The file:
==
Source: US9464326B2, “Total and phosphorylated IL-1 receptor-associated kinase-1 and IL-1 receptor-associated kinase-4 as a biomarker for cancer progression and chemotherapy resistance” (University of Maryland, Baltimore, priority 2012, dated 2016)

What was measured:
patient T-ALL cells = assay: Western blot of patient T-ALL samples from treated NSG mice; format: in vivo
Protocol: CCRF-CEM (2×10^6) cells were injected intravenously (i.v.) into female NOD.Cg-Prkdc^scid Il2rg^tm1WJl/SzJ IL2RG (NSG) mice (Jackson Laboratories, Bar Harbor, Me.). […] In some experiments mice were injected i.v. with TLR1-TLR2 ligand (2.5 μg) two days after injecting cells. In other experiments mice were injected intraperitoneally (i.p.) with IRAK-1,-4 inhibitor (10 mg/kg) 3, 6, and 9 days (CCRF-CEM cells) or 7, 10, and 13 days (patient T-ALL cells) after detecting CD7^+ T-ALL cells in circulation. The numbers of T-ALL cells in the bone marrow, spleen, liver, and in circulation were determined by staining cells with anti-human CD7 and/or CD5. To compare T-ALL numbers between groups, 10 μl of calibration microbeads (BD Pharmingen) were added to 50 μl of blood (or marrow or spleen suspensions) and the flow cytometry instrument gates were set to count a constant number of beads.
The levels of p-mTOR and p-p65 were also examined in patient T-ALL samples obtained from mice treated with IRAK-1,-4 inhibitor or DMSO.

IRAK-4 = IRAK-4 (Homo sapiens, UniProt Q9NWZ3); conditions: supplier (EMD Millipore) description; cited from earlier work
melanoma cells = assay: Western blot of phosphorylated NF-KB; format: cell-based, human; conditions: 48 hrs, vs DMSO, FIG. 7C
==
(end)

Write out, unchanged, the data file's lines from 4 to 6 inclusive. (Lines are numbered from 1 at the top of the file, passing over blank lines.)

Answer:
Protocol: CCRF-CEM (2×10^6) cells were injected intravenously (i.v.) into female NOD.Cg-Prkdc^scid Il2rg^tm1WJl/SzJ IL2RG (NSG) mice (Jackson Laboratories, Bar Harbor, Me.). […] In some experiments mice were injected i.v. with TLR1-TLR2 ligand (2.5 μg) two days after injecting cells. In other experiments mice were injected intraperitoneally (i.p.) with IRAK-1,-4 inhibitor (10 mg/kg) 3, 6, and 9 days (CCRF-CEM cells) or 7, 10, and 13 days (patient T-ALL cells) after detecting CD7^+ T-ALL cells in circulation. The numbers of T-ALL cells in the bone marrow, spleen, liver, and in circulation were determined by staining cells with anti-human CD7 and/or CD5. To compare T-ALL numbers between groups, 10 μl of calibration microbeads (BD Pharmingen) were added to 50 μl of blood (or marrow or spleen suspensions) and the flow cytometry instrument gates were set to count a constant number of beads.
The levels of p-mTOR and p-p65 were also examined in patient T-ALL samples obtained from mice treated with IRAK-1,-4 inhibitor or DMSO.

IRAK-4 = IRAK-4 (Homo sapiens, UniProt Q9NWZ3); conditions: supplier (EMD Millipore) description; cited from earlier work